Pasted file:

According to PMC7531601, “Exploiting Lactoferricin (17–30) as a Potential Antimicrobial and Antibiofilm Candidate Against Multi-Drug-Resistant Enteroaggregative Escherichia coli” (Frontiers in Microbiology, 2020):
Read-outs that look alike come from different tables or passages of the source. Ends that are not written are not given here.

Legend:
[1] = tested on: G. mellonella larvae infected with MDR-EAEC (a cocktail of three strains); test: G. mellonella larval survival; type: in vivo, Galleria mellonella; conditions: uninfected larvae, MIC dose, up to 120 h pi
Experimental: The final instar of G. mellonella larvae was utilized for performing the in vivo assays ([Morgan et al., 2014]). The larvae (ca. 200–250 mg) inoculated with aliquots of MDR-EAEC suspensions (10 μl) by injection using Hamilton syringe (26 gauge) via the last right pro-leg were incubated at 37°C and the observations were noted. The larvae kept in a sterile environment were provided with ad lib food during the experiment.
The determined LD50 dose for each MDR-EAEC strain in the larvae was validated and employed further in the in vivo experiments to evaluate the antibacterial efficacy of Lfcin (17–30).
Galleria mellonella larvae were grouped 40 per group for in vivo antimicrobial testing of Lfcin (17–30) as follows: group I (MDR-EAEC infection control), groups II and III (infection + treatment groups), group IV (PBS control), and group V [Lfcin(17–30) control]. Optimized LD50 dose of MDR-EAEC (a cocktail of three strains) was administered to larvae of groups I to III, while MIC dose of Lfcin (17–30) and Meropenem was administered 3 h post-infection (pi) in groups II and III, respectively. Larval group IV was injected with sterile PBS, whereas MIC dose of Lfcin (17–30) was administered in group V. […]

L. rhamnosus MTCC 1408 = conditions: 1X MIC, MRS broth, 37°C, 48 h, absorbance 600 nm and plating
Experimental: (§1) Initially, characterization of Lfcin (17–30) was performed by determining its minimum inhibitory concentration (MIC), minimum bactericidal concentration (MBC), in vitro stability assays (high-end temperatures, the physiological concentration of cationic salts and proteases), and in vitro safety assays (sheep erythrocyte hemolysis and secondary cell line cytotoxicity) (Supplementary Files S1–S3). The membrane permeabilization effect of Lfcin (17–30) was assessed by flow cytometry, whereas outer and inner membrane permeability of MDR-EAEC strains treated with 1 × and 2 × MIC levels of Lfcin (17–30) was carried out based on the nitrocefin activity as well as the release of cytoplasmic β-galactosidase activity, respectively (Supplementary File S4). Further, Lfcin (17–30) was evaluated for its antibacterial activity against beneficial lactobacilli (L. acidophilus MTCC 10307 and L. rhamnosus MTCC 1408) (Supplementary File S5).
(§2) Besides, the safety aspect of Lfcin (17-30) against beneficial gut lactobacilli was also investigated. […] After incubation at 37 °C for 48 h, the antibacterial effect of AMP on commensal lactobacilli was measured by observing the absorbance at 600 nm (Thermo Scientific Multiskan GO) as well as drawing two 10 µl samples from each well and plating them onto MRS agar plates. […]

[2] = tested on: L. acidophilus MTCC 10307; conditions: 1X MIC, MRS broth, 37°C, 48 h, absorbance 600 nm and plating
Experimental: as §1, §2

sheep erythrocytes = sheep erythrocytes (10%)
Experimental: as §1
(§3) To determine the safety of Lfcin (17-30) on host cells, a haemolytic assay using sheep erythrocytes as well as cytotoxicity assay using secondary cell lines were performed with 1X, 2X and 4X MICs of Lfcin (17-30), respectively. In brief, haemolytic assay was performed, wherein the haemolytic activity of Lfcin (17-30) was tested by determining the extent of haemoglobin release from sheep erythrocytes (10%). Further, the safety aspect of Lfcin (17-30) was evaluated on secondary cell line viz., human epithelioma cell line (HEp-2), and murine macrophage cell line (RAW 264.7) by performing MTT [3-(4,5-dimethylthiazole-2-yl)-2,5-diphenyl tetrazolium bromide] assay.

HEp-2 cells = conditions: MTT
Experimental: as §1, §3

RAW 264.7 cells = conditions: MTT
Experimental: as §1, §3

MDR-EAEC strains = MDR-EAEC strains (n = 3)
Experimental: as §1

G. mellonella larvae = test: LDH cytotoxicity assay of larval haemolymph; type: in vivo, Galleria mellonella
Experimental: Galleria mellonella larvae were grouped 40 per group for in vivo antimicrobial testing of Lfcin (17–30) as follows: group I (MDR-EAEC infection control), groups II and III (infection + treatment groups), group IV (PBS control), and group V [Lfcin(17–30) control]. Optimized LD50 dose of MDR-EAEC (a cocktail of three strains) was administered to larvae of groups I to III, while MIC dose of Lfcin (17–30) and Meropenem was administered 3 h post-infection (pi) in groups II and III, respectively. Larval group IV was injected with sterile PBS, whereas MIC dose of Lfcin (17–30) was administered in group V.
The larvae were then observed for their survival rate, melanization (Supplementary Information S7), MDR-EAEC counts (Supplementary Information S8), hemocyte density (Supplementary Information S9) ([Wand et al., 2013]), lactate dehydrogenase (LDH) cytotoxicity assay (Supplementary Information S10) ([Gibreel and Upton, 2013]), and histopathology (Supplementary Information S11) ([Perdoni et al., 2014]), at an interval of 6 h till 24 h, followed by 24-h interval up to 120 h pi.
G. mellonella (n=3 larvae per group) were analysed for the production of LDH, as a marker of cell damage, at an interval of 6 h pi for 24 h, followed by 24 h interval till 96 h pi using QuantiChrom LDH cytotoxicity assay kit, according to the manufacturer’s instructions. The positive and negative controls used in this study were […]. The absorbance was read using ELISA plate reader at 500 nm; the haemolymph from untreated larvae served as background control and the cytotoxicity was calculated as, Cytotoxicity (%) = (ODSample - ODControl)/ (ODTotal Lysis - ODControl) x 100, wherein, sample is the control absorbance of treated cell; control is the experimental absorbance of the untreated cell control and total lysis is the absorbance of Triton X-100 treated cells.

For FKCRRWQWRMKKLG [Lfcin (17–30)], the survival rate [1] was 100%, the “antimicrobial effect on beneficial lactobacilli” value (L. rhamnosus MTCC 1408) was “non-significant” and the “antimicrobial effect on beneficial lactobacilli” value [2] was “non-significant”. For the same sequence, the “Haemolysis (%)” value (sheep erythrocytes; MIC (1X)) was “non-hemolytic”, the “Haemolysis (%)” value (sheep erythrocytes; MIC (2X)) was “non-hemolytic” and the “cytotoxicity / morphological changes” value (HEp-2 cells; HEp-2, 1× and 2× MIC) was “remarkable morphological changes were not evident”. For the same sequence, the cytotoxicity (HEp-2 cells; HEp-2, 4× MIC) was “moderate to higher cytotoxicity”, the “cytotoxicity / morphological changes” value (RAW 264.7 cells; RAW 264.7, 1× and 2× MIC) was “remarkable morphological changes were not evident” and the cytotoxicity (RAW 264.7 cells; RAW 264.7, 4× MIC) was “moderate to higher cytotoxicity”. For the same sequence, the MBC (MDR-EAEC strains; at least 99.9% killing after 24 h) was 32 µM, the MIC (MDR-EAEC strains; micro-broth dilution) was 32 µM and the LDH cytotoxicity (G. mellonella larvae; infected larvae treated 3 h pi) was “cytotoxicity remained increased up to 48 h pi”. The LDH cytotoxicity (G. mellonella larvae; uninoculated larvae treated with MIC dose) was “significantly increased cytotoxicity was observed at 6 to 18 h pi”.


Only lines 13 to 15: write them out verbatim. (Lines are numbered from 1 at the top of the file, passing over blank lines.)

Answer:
sheep erythrocytes = sheep erythrocytes (10%)
Experimental: as §1
(§3) To determine the safety of Lfcin (17-30) on host cells, a haemolytic assay using sheep erythrocytes as well as cytotoxicity assay using secondary cell lines were performed with 1X, 2X and 4X MICs of Lfcin (17-30), respectively. In brief, haemolytic assay was performed, wherein the haemolytic activity of Lfcin (17-30) was tested by determining the extent of haemoglobin release from sheep erythrocytes (10%). Further, the safety aspect of Lfcin (17-30) was evaluated on secondary cell line viz., human epithelioma cell line (HEp-2), and murine macrophage cell line (RAW 264.7) by performing MTT [3-(4,5-dimethylthiazole-2-yl)-2,5-diphenyl tetrazolium bromide] assay.